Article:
Wednesday, October 31, 2007

Reactions to Christ

This past Sunday morning pastor Voigt preached on some of the reactions and attitudes of those coming into contact with Jesus in Mark 15. This chapter describes the trial, scourging, and crucifixion of Christ. One of the phrases that stands out in this chapter due to its repetition is "King of the Jews". In the varied reactions we can see many of the same attitudes that are displayed by people today when confronted with the fact of the Kingship of Jesus.

First of all we see Pilate in verses 1-15. If he had been given a choice he would not have been involved with the whole "Jesus situation" at all. His attitude can be summed up in one word. Indifference. Pilate did not perceive Jesus to be guilty of anything worthy of death, but that conviction was not enough to make him take a stand and release him either. He would have happily let Jesus go free with perhaps just a good beating as somewhat of a compromise.

In verses 8-15 the crowd of people are shown to be easily influenced. Wishy-washy you might say. The chief priests, in verse 11, are said to have "moved the people" to release Barabbas instead of Jesus. It is quite likely that among this crowd were some of the same people who had a week earlier hailed Christ's entry into Jerusalem with cries of Hosanna. Disappointed, perhaps, with Jesus failure to take the nation by force, they were quick to turn on him.

Next are the Roman soldiers. Verses 16-20. They, as a group, already have hatred and contempt for the Jews. They are more than willing to take it out on Jesus. They are bullies who like nothing more than to beat a man when he is defenceless. It is part f their job, and they love their jobs!

In verse 21 it is said of Simon of Cyrene that the soldiers "compel" him to bear Jesus cross. From the text we get little information about this Simon except that he was an unwilling participant.

The Jewish religious leaders can be found in several places throughout this chapter. Their motivation is made clear from verse 10, which states that Pilate knew that the chief priests acted out of envy. Clearly they wanted to remain the focus of religious authority in the Jewish nation, and so needed to get rid of this Jesus that so many of the people were turning to follow.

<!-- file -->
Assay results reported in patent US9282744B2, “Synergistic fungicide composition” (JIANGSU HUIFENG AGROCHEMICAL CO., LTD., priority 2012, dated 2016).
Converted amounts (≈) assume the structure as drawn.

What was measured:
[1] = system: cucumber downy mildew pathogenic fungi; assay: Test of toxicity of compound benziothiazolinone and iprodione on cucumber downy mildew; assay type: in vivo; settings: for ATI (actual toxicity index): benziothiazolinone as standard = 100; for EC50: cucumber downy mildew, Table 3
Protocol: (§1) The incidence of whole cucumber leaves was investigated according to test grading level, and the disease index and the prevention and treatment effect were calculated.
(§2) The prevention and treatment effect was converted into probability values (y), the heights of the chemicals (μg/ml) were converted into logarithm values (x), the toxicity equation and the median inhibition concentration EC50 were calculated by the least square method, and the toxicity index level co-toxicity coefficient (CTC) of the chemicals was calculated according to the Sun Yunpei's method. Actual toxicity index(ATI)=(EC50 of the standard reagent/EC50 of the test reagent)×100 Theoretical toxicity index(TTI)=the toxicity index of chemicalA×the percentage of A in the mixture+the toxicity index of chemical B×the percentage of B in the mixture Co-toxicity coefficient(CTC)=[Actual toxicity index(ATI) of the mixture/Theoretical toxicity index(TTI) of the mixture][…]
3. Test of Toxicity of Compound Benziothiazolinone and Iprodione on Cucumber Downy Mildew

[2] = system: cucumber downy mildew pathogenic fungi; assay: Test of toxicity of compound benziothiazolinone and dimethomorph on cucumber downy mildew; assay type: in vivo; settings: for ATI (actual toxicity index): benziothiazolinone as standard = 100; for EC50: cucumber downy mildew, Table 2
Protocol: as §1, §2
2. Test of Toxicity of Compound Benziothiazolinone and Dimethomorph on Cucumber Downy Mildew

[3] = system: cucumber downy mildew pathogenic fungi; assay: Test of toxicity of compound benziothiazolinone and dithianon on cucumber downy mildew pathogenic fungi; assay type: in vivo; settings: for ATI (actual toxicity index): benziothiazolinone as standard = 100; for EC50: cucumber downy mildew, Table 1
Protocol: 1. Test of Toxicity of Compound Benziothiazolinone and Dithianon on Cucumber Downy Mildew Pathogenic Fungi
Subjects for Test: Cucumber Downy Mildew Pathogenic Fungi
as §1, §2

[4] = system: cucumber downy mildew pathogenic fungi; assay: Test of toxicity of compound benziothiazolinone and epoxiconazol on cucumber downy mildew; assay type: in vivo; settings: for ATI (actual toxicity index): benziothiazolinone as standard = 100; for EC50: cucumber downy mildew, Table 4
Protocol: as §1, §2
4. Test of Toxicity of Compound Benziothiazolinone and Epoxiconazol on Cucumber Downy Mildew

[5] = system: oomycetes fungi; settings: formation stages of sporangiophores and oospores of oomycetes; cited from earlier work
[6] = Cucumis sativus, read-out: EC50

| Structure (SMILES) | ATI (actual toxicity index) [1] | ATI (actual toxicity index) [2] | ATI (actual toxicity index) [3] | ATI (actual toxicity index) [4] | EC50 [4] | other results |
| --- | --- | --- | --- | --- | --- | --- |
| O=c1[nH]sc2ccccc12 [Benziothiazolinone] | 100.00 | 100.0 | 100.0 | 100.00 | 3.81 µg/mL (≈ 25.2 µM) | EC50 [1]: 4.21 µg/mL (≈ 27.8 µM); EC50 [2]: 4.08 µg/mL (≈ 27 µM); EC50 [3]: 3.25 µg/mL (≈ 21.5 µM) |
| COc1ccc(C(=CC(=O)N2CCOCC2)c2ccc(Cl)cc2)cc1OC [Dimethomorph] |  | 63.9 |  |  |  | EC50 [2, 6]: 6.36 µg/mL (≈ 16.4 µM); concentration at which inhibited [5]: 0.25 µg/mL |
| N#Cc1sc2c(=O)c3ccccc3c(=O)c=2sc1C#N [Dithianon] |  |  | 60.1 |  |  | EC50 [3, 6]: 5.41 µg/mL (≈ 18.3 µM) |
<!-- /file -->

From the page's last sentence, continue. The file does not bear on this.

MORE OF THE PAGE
But where were the disciples? Not to be found in this text! Even the women who followed Jesus were said to be "looking on afar off" in verse 40. Now we know from other books of the Bible that at least some of the disciples were present, but they apparently were keeping a low profile. Keeping their distance. Not making an outright denial of Christ (as Peter had done earlier), but neither willing to share his fate.

Its pretty easy to make the comparison between those described here in Mark 15 and the people of our time. Perhaps most of the world is like Pilate. They can take or leave Jesus. They are willing to accept that he was a great teacher, but...

Unfortunately, many of those who call themselves Christian today may fit into the mold of the crowd who were so easily swayed. They may be hailing Jesus as savior one day, only to reject him as King the next, when they find he is not the one their man-made theology made him out to be.

Clearly there are "Roman soldier" types at work today. Atheists show their hatred of Jesus Christ on a daily basis. They hold him in utter contempt just as most of those soldiers did so long ago. For the most part they make it obvious that their hatred is reserved for Jesus, since they rarely waste any time attacking any false religions.

Simon the Cyrenian. His modern day counterpart can be seen in nearly anyone who is unsaved. They are an unwilling participant in God's great plan, but participant they are nonetheless. In fact it is only after God has saved us and changed us that we begin to become conformed to his will. Phillipians 2:13 says: "For it is God which worketh in you both to will and to do of his good pleasure."

We have some religious leaders that appear to be in it for the fame and fortune. They take the focus off the King, and seem to prefer that the spotlight is on them. These modern day "chief priests" seek to keep their athority at all costs.

And what of the disciples? How many who really are Christians spend much of their time keeping a low profile? Watching the work of the Lord from a safe distance? All of us are guilty of this to some extent at one time or another. Keeping our focus on the King should help!

Friday, October 19, 2007

How to Please God

As you may have noticed, I seldom link to posts by other bloggers, but I just finished reading a post by Dennis over at The Recliner Commentaries which was one of those that I agree with completely. So completely that I wish I had written it myself. And since I so strongly agree with it, and since I did not write it, I am going to do the next best thing and link to it.

So, click here HERE for a great dissertation (don't let that word scare you off, it doesn't take that long to read) on pleasing God.

Sunday, October 14, 2007

Piston Survival Training